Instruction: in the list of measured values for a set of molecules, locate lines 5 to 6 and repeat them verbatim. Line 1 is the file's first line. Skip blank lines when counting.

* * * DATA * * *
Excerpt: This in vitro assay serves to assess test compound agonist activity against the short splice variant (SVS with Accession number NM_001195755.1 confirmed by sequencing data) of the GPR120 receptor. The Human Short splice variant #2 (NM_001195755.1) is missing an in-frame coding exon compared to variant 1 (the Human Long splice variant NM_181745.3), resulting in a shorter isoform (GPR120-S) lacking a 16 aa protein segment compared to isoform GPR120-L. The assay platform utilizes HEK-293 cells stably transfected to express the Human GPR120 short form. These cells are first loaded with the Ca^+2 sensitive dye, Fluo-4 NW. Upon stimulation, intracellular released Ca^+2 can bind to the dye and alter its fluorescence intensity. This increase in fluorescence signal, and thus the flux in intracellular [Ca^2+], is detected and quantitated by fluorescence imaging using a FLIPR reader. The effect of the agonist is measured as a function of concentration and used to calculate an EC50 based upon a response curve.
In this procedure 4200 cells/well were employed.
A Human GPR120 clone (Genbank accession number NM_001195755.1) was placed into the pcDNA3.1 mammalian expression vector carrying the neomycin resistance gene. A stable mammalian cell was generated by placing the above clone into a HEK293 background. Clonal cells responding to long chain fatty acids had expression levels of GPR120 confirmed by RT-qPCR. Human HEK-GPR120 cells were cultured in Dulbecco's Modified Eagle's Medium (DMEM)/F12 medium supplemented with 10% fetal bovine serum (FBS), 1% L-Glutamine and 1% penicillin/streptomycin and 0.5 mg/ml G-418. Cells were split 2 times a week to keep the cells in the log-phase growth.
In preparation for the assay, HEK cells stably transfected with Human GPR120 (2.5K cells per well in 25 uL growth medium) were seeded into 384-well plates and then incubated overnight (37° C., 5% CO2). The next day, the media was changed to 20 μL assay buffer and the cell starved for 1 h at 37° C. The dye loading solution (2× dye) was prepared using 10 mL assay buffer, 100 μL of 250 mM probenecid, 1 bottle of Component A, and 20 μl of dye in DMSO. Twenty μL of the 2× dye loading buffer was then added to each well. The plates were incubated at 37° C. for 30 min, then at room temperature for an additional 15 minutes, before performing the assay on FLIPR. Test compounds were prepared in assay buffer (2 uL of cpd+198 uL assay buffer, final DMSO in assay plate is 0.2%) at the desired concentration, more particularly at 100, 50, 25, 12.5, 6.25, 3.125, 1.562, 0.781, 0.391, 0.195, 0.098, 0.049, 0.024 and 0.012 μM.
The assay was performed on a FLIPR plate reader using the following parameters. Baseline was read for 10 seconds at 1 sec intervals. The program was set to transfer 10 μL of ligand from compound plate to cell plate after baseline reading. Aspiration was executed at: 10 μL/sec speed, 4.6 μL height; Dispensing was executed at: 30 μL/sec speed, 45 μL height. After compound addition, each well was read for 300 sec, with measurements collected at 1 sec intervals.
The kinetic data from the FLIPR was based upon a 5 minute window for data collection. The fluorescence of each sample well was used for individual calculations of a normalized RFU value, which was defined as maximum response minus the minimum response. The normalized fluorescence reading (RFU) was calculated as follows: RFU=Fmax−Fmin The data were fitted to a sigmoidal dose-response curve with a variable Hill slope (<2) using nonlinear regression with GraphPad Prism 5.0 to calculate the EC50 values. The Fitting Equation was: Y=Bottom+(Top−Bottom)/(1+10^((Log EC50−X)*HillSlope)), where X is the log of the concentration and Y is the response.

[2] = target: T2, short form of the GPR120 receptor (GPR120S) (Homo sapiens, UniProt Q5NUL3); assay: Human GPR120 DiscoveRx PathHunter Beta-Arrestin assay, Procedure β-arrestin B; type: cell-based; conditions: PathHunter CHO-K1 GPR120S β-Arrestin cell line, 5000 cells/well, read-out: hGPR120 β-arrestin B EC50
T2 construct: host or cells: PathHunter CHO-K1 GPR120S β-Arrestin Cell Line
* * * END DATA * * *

The assay was performed on a FLIPR plate reader using the following parameters. Baseline was read for 10 seconds at 1 sec intervals. The program was set to transfer 10 μL of ligand from compound plate to cell plate after baseline reading. Aspiration was executed at: 10 μL/sec speed, 4.6 μL height; Dispensing was executed at: 30 μL/sec speed, 45 μL height. After compound addition, each well was read for 300 sec, with measurements collected at 1 sec intervals.
The kinetic data from the FLIPR was based upon a 5 minute window for data collection. The fluorescence of each sample well was used for individual calculations of a normalized RFU value, which was defined as maximum response minus the minimum response. The normalized fluorescence reading (RFU) was calculated as follows: RFU=Fmax−Fmin The data were fitted to a sigmoidal dose-response curve with a variable Hill slope (<2) using nonlinear regression with GraphPad Prism 5.0 to calculate the EC50 values. The Fitting Equation was: Y=Bottom+(Top−Bottom)/(1+10^((Log EC50−X)*HillSlope)), where X is the log of the concentration and Y is the response.